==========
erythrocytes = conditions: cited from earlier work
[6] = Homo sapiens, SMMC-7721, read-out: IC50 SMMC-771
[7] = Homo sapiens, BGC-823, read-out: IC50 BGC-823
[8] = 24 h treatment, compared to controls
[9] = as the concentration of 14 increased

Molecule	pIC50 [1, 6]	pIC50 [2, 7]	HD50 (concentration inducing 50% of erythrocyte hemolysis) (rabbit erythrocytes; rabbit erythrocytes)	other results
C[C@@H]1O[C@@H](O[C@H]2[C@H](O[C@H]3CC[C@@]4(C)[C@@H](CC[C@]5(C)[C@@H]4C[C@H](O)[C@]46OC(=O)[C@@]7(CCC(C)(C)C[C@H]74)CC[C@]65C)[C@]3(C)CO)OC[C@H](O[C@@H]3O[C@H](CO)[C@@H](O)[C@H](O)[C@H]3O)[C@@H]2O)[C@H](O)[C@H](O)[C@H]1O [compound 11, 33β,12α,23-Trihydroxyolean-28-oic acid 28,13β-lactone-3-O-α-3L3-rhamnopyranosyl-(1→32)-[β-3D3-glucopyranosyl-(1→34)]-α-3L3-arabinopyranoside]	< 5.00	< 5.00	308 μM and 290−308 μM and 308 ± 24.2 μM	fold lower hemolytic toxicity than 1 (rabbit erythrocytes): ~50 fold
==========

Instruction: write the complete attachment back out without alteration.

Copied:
erythrocytes = conditions: cited from earlier work
[6] = Homo sapiens, SMMC-7721, read-out: IC50 SMMC-771
[7] = Homo sapiens, BGC-823, read-out: IC50 BGC-823
[8] = 24 h treatment, compared to controls
[9] = as the concentration of 14 increased

Molecule	pIC50 [1, 6]	pIC50 [2, 7]	HD50 (concentration inducing 50% of erythrocyte hemolysis) (rabbit erythrocytes; rabbit erythrocytes)	other results
C[C@@H]1O[C@@H](O[C@H]2[C@H](O[C@H]3CC[C@@]4(C)[C@@H](CC[C@]5(C)[C@@H]4C[C@H](O)[C@]46OC(=O)[C@@]7(CCC(C)(C)C[C@H]74)CC[C@]65C)[C@]3(C)CO)OC[C@H](O[C@@H]3O[C@H](CO)[C@@H](O)[C@H](O)[C@H]3O)[C@@H]2O)[C@H](O)[C@H](O)[C@H]1O [compound 11, 33β,12α,23-Trihydroxyolean-28-oic acid 28,13β-lactone-3-O-α-3L3-rhamnopyranosyl-(1→32)-[β-3D3-glucopyranosyl-(1→34)]-α-3L3-arabinopyranoside]	< 5.00	< 5.00	308 μM and 290−308 μM and 308 ± 24.2 μM	fold lower hemolytic toxicity than 1 (rabbit erythrocytes): ~50 fold